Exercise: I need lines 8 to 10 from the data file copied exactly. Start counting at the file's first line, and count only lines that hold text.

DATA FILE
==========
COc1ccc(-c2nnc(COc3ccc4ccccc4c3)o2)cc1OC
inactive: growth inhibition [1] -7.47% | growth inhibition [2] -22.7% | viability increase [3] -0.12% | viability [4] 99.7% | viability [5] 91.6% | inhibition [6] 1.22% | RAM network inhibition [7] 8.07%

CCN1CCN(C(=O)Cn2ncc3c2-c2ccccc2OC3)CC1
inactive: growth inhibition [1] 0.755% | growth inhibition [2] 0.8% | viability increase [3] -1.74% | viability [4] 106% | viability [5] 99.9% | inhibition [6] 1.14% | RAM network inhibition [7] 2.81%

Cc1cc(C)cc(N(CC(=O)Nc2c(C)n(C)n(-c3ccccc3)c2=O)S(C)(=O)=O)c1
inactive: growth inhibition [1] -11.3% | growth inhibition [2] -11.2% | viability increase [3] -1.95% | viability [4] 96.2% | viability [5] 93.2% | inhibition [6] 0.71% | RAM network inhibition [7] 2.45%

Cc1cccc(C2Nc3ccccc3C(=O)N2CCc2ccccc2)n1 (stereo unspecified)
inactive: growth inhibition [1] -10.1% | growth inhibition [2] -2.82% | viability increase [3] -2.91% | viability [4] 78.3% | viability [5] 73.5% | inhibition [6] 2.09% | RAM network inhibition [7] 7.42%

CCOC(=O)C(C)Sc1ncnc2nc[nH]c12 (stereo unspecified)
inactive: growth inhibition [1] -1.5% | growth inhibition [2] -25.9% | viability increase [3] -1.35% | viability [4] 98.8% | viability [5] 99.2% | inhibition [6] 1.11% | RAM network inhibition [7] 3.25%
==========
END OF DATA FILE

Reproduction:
inactive: growth inhibition [1] -10.1% | growth inhibition [2] -2.82% | viability increase [3] -2.91% | viability [4] 78.3% | viability [5] 73.5% | inhibition [6] 2.09% | RAM network inhibition [7] 7.42%

CCOC(=O)C(C)Sc1ncnc2nc[nH]c12 (stereo unspecified)
inactive: growth inhibition [1] -1.5% | growth inhibition [2] -25.9% | viability increase [3] -1.35% | viability [4] 98.8% | viability [5] 99.2% | inhibition [6] 1.11% | RAM network inhibition [7] 3.25%